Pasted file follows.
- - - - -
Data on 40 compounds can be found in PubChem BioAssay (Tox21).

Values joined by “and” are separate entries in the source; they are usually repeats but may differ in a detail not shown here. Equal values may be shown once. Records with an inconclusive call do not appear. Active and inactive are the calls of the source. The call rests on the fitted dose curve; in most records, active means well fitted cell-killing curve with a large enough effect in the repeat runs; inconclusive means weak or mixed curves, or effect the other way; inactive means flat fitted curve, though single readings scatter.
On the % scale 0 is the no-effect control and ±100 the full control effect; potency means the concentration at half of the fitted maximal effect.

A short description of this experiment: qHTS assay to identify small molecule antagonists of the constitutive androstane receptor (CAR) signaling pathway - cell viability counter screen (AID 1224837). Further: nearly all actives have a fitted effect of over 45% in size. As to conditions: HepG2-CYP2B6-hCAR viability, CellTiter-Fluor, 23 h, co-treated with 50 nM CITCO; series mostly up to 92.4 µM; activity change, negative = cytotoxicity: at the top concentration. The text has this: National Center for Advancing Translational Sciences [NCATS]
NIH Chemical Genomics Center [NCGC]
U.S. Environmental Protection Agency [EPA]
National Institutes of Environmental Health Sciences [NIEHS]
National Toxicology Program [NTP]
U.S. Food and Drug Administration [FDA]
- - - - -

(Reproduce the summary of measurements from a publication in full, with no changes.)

Data on 40 compounds can be found in PubChem BioAssay (Tox21).

Values joined by “and” are separate entries in the source; they are usually repeats but may differ in a detail not shown here. Equal values may be shown once. Records with an inconclusive call do not appear. Active and inactive are the calls of the source. The call rests on the fitted dose curve; in most records, active means well fitted cell-killing curve with a large enough effect in the repeat runs; inconclusive means weak or mixed curves, or effect the other way; inactive means flat fitted curve, though single readings scatter.
On the % scale 0 is the no-effect control and ±100 the full control effect; potency means the concentration at half of the fitted maximal effect.

A short description of this experiment: qHTS assay to identify small molecule antagonists of the constitutive androstane receptor (CAR) signaling pathway - cell viability counter screen (AID 1224837). Further: nearly all actives have a fitted effect of over 45% in size. As to conditions: HepG2-CYP2B6-hCAR viability, CellTiter-Fluor, 23 h, co-treated with 50 nM CITCO; series mostly up to 92.4 µM; activity change, negative = cytotoxicity: at the top concentration. The text has this: National Center for Advancing Translational Sciences [NCATS]
NIH Chemical Genomics Center [NCGC]
U.S. Environmental Protection Agency [EPA]
National Institutes of Environmental Health Sciences [NIEHS]
National Toxicology Program [NTP]
U.S. Food and Drug Administration [FDA]